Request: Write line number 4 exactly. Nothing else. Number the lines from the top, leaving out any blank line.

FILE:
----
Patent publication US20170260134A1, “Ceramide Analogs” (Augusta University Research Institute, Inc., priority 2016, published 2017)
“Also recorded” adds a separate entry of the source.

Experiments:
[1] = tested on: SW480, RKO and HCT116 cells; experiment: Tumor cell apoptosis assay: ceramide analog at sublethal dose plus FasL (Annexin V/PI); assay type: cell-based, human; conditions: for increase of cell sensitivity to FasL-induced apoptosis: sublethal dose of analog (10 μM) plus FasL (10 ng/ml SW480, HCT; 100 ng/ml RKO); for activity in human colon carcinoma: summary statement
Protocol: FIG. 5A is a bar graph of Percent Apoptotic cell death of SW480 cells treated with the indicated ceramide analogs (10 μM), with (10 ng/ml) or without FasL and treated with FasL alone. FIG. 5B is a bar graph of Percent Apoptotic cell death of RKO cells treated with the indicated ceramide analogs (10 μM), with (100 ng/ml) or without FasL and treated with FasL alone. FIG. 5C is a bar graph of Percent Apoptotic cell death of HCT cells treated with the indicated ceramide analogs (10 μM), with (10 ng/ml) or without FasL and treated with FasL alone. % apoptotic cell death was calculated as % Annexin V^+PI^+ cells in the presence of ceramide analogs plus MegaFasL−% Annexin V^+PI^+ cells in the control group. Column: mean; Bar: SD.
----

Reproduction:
[1] = tested on: SW480, RKO and HCT116 cells; experiment: Tumor cell apoptosis assay: ceramide analog at sublethal dose plus FasL (Annexin V/PI); assay type: cell-based, human; conditions: for increase of cell sensitivity to FasL-induced apoptosis: sublethal dose of analog (10 μM) plus FasL (10 ng/ml SW480, HCT; 100 ng/ml RKO); for activity in human colon carcinoma: summary statement